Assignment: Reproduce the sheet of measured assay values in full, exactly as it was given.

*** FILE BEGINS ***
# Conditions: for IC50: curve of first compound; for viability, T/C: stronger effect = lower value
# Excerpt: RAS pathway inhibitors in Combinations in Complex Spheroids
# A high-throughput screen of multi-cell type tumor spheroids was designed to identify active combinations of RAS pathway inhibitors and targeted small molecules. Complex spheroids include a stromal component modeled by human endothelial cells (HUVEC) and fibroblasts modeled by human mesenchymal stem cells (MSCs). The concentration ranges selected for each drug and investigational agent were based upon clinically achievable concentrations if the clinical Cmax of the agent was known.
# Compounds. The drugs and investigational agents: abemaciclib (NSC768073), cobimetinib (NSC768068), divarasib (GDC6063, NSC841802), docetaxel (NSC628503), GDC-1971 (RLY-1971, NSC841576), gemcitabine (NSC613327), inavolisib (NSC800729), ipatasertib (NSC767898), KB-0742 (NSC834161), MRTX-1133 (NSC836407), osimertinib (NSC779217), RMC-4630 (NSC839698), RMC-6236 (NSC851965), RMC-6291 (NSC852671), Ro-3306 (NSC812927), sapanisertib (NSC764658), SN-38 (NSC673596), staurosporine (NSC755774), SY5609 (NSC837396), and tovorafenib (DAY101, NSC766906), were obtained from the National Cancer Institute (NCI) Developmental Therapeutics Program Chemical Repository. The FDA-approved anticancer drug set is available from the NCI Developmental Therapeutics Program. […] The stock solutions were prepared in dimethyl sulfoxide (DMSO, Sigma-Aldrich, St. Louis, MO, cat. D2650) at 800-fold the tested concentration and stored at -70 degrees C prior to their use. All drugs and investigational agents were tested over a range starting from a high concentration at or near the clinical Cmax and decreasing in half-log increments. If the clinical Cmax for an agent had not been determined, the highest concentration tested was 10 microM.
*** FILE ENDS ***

# Conditions: for IC50: curve of first compound; for viability, T/C: stronger effect = lower value
# Excerpt: RAS pathway inhibitors in Combinations in Complex Spheroids
# A high-throughput screen of multi-cell type tumor spheroids was designed to identify active combinations of RAS pathway inhibitors and targeted small molecules. Complex spheroids include a stromal component modeled by human endothelial cells (HUVEC) and fibroblasts modeled by human mesenchymal stem cells (MSCs). The concentration ranges selected for each drug and investigational agent were based upon clinically achievable concentrations if the clinical Cmax of the agent was known.
# Compounds. The drugs and investigational agents: abemaciclib (NSC768073), cobimetinib (NSC768068), divarasib (GDC6063, NSC841802), docetaxel (NSC628503), GDC-1971 (RLY-1971, NSC841576), gemcitabine (NSC613327), inavolisib (NSC800729), ipatasertib (NSC767898), KB-0742 (NSC834161), MRTX-1133 (NSC836407), osimertinib (NSC779217), RMC-4630 (NSC839698), RMC-6236 (NSC851965), RMC-6291 (NSC852671), Ro-3306 (NSC812927), sapanisertib (NSC764658), SN-38 (NSC673596), staurosporine (NSC755774), SY5609 (NSC837396), and tovorafenib (DAY101, NSC766906), were obtained from the National Cancer Institute (NCI) Developmental Therapeutics Program Chemical Repository. The FDA-approved anticancer drug set is available from the NCI Developmental Therapeutics Program. […] The stock solutions were prepared in dimethyl sulfoxide (DMSO, Sigma-Aldrich, St. Louis, MO, cat. D2650) at 800-fold the tested concentration and stored at -70 degrees C prior to their use. All drugs and investigational agents were tested over a range starting from a high concentration at or near the clinical Cmax and decreasing in half-log increments. If the clinical Cmax for an agent had not been determined, the highest concentration tested was 10 microM.